After what felt like a month of nonstop travel, from D.C. to Salt Lake City to D.C. to Phoenix back to D.C. to Chicago then Charleston and back to D.C., I experienced something that’s seldom happened to me: I hit a wall. Worse still, I’d come down with a cold. (Pro tip: When you’re on a plane for tens of hours a week in February, take some Emergen-C before, during and after your flights). I felt exhausted, drained, even defeated. Like the weight of everything was bearing down unrelentingly.
But I know now it wasn’t just the breakneck schedule causing me to feel this way. It was also the pressure of having to be the voice and face of a national organization, of having to always be at my absolute best.
Let me elaborate. I’ve always seen myself as an introvert at heart—the person at the party who loves nothing more than watching the human play unfold from afar. But according to the Myers-Briggs Type Indicator, a well-known test that illustrates how people perceive the world around them, I’m actually an extrovert. An ENTJ, to be specific, short for Extroversion, Intuition, Thinking, Judgment. I’m not in bad company, either. Julius Caesar. Franklin Roosevelt. Steve Jobs. Angela Merkel. Carl Sagan. And my personal favorite, Xena Warrior Princess—all ENTJs.
There’s a word for this specific amalgam of letters: The Commander. The CEO. Makes sense, right? Only, it’s not all rainbows and unicorns. Yes, there are plenty of women ENTJs out there—congresswomen, corporate leaders, people in every industry and all walks of life. But there’s also a double standard for women ENTJs, an unwritten code that says we should be strong … within reason. That we should shake things up … but not too much. That we should make our voices heard … just, you know, don’t be so loud about it.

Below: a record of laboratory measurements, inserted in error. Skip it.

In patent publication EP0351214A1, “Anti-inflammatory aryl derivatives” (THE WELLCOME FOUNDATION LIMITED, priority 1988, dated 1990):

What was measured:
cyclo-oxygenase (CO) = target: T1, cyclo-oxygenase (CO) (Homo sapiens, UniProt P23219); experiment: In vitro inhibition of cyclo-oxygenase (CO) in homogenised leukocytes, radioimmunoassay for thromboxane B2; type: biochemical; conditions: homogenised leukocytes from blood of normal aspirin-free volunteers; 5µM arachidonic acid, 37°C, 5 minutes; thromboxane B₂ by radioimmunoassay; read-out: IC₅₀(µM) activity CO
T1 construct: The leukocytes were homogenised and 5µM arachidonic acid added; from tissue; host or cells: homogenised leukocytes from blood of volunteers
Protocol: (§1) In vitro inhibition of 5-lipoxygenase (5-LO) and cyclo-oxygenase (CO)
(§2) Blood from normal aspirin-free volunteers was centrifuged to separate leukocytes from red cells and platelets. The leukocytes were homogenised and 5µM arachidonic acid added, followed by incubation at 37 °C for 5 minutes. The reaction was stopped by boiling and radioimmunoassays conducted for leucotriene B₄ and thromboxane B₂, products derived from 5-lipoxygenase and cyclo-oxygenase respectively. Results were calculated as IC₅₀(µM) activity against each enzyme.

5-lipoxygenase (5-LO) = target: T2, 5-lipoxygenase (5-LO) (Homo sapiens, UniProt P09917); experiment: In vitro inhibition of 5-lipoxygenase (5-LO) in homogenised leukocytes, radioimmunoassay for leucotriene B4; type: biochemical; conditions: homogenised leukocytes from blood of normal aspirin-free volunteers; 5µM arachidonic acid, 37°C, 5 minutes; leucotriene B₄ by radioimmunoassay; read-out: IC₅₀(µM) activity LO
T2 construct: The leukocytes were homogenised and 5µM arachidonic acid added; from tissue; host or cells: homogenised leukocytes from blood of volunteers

Having to constantly thread that needle, between being a powerhouse and being polite, between speaking assertively and sounding “shrill”—it takes an emotional toll, one that the nonstop demands of the past month manifested into physical exhaustion. I’ll get over it; I always do. The hard part is working to ensure that hitting a wall doesn’t become a regular occurrence.
I know I’m not alone in this regard. Balancing how we see ourselves with the expectations and labels of others is a struggle as old as the human psyche itself. We all deal with it. But what I’ve come to realize is that, by being more honest with who we are and who we wish to become, the only expectations we have to meet aren’t those of others, but of ourselves. To heed our theme for 2019, the Power of Transformation starts with us, whether the desired change is personal or for an organization like SHPE.
For me, that means continuing to evolve as a leader, being more observant about what I’m doing, what I’m saying, how I’m saying it, and how I’m responding (or reacting). It also means creating space for women leaders, like me, to do our jobs without having to observe a “smile more and be more nurturing” clause that does not readily apply to male leaders.
In the same way, as part of an organization that prides itself on being engaged, we at SHPE should always be looking to improve, to buck against the voice telling us to fly under the radar and stick to the sidelines, and instead seek new and innovative ways to inspire and empower Hispanics in STEM.
By freeing ourselves from unfair expectations and embracing who we are and what we can be—both as individuals and as an organization—the better chance we have of not hitting a physical and emotional wall. If anything, we’ll learn how to blast right through it.
If that wall happens to be a winter freeze, however, maybe consider a different course of action: have some te de manzanilla con miel y caldo de pollo or—get a few nights of good solid rest (something I plan to do this weekend), and please, whatever you do, don’t forget the Vick’s Vaporrub.
Raquel Tamez, CEO